Economic cheerleaders on Wall Street and in the White House are taking heart. The US has had three straight months of faster job growth. The number of Americans each week filing new claims for unemployment benefits is down by more than 50,000 since early January. Corporate profits are healthy. The S&P 500 on Friday closed at a post-financial crisis high. Has the American recovery finally entered the sweet virtuous cycle in which more spending generates more jobs, more jobs make consumers more confident, and the confidence creates more spending? On the surface it would appear so.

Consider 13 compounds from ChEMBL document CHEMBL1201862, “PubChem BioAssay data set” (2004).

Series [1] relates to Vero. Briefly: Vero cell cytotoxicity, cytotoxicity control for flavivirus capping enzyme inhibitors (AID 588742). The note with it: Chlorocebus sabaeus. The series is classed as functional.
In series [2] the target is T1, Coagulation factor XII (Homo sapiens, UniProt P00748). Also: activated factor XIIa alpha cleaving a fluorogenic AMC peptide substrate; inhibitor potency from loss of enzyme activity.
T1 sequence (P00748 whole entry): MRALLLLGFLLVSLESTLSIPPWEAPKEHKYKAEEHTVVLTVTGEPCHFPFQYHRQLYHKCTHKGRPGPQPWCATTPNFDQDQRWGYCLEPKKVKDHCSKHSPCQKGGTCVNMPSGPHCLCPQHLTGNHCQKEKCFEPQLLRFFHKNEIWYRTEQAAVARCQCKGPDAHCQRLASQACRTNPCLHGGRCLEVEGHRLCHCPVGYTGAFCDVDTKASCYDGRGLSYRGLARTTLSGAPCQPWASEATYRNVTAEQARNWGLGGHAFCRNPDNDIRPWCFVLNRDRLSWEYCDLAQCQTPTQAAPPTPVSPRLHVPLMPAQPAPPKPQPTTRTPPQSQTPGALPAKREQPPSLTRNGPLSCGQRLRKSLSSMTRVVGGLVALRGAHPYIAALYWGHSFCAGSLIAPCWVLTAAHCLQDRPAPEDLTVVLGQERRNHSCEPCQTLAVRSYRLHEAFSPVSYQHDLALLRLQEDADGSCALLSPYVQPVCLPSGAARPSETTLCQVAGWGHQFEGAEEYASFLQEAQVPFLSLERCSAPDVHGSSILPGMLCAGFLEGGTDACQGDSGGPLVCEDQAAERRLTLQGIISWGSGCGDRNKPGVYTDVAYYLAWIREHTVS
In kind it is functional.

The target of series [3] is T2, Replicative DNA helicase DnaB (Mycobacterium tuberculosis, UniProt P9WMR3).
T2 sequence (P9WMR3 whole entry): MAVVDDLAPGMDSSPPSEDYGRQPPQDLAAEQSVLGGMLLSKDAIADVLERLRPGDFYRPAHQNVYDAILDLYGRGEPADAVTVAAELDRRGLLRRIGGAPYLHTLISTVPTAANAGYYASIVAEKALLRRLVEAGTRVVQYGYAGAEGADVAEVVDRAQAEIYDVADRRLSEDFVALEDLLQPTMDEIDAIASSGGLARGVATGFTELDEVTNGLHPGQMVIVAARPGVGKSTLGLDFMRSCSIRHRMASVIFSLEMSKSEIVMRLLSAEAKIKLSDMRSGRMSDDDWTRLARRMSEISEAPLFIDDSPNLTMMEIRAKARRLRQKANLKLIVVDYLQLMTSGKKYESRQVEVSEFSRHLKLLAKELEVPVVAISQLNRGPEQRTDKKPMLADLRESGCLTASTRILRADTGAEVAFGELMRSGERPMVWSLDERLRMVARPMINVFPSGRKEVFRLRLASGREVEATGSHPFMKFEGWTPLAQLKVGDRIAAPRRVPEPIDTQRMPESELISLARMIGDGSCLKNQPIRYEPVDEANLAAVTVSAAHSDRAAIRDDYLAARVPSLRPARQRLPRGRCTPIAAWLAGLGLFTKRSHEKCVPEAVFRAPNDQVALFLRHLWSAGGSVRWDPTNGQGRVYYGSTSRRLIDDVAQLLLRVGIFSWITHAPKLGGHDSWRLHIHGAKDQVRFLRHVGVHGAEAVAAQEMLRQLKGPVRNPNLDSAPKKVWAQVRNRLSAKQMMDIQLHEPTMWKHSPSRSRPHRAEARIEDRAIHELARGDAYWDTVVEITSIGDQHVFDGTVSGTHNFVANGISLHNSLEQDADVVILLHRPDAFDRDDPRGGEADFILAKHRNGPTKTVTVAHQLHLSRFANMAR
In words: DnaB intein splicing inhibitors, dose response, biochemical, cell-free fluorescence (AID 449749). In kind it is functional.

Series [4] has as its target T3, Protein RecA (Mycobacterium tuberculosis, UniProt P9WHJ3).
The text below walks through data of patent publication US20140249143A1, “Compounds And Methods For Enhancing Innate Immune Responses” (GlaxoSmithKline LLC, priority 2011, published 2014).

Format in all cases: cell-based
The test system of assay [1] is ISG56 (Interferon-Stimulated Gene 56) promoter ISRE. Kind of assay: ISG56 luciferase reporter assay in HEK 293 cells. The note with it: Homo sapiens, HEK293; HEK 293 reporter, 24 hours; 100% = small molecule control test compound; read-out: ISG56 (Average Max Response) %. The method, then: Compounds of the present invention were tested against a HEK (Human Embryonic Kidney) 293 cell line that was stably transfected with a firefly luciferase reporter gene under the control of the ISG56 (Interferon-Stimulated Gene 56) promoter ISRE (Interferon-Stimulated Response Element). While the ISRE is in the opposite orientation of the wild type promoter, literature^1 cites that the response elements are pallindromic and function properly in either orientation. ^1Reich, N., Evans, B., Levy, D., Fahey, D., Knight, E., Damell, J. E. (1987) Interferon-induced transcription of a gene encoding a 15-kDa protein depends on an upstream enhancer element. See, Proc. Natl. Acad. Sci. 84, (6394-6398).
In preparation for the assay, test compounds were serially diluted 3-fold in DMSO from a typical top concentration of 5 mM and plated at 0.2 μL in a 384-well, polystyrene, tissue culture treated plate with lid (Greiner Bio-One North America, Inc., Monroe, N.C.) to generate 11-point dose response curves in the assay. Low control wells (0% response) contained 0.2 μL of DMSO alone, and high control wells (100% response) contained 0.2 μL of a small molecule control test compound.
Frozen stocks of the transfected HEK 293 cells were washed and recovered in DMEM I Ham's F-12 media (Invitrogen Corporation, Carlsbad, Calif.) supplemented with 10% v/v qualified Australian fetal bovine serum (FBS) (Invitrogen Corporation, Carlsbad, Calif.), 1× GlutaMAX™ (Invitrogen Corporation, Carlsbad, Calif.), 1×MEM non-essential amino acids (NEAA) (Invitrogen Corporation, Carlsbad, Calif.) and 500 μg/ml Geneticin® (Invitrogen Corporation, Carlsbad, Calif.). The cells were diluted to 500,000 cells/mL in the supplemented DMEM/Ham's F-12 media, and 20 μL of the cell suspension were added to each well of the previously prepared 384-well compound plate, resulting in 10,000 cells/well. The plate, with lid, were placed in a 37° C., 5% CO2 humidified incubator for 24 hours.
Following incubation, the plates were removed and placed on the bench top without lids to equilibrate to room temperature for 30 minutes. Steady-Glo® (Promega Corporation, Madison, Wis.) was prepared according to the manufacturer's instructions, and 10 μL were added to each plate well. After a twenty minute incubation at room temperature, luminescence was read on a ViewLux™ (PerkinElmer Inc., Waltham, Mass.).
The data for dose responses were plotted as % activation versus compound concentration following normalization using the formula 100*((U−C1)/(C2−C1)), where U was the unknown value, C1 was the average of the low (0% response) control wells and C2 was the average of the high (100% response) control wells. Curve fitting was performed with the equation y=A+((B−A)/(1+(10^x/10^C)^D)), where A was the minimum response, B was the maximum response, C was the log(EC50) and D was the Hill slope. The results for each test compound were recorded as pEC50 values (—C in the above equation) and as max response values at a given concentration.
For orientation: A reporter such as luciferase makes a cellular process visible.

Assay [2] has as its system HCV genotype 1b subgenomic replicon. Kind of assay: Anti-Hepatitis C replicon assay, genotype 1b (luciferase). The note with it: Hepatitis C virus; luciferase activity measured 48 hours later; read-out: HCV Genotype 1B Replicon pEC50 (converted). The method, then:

But the biggest continuing problem for most Americans is their homes. Purchases of new homes are down 77 per cent from their 2005 peak. They dropped another 0.9 per cent in January. Home sales overall are still dropping, and prices are still falling – despite already being down by a third from their 2006 peak.
Young couples are no longer buying homes; they’re renting because they’re not confident they can get or hold jobs that will reliably allow them to pay a mortgage. Middle-aged couples are underwater or unable to sell their homes at prices that allow them to recover their initial investments. They can’t relocate to find employment. They can’t retire. The negative wealth effect of home values, combined with declining wages, makes it highly unlikely the US will enjoy a robust recovery any time soon. Continue reading »